This was Tikalís marketplace and comprises 4 structures, built on a large platform. An ancient steam bath may be observed in the southernmost corner of the groupís court. Here, merchants purified themselves before engaging in their sacred trade.
The first archaeologists to explore Tikal overlooked the group of buildings on Group H. It wasn't discovered until the 1920s and it wasn't dug up until the 1950s.
It is connected to the rest of the site by a huge raised road called a "sacbe," which means, "white road" in Maya. In ancient times, these roads were covered with plaster, giving them a white appearance.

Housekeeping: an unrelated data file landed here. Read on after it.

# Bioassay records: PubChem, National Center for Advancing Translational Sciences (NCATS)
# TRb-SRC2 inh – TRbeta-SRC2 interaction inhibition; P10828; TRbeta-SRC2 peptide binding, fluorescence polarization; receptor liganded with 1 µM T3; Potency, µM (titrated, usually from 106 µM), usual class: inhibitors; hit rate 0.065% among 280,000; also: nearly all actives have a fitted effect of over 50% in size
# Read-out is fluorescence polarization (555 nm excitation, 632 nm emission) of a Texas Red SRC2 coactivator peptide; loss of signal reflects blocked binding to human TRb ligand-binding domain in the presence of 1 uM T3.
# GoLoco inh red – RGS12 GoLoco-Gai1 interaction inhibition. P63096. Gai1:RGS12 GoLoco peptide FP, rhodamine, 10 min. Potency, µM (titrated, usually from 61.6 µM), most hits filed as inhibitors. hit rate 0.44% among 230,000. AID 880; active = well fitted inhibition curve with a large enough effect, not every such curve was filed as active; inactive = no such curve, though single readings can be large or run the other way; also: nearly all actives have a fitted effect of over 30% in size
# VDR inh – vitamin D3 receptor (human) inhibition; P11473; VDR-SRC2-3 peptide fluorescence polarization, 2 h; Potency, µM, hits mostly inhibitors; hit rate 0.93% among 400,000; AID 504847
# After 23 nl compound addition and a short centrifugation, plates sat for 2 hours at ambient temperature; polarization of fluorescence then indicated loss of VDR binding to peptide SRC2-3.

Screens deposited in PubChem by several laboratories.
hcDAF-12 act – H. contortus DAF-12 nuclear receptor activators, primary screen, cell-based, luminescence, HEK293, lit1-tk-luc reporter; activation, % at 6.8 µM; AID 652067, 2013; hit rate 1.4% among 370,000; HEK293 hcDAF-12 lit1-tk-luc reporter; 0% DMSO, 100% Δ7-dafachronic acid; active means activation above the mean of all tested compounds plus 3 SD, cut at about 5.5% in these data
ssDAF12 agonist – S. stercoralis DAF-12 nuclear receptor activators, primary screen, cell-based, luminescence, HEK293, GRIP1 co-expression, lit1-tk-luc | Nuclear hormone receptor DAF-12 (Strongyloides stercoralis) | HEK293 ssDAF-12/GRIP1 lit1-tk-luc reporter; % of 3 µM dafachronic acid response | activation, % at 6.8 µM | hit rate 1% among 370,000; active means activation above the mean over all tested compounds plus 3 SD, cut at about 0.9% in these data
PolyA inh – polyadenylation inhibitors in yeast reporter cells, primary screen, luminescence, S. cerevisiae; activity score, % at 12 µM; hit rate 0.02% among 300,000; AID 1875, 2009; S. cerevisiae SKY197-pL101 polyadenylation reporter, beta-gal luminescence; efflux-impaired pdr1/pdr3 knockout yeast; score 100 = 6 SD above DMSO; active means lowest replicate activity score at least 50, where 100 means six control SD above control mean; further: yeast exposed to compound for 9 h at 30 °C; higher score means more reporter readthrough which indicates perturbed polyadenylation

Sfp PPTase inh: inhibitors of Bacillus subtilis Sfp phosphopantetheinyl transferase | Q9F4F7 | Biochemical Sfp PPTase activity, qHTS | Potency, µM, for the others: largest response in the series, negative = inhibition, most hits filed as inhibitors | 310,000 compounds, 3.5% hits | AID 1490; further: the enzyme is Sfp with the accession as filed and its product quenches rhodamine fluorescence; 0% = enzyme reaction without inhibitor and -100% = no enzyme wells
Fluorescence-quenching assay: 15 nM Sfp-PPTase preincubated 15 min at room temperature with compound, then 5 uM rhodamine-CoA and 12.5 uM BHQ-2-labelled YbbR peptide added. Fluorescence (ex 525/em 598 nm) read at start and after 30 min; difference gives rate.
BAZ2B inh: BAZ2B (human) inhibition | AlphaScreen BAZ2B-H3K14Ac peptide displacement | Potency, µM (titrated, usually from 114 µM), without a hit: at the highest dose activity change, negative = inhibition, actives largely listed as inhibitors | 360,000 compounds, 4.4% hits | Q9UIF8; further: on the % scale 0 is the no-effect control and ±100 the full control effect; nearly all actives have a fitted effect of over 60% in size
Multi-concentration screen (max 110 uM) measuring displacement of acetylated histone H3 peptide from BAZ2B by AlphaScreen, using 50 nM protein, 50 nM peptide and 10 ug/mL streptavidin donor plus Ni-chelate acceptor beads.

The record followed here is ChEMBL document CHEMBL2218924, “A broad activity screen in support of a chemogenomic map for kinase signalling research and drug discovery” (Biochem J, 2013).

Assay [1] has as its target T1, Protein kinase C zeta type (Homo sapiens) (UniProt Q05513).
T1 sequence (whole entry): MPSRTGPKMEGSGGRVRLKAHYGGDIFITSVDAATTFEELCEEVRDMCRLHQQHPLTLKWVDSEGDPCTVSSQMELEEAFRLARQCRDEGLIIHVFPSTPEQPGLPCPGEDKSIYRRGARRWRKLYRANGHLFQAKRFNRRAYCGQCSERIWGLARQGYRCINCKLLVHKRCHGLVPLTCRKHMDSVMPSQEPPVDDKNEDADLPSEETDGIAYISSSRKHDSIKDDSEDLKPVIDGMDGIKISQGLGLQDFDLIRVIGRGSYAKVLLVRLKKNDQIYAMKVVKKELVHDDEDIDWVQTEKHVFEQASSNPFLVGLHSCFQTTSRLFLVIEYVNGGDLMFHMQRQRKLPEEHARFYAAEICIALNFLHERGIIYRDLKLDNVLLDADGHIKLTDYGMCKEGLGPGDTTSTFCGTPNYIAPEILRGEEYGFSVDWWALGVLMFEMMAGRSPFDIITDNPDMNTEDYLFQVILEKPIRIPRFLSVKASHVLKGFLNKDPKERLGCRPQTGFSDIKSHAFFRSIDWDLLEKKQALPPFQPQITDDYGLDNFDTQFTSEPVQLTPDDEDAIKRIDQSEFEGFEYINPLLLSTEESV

Between Temples 3 and 4 is the Bat Palace. This structure was originally two-stories high, but the top story collapsed. The lower floor has a double row of rooms; one reaches those at the back through the entrances on the first row. Many openings, resembling windows, on the back of the building also give this structure the name of The Window Palace.
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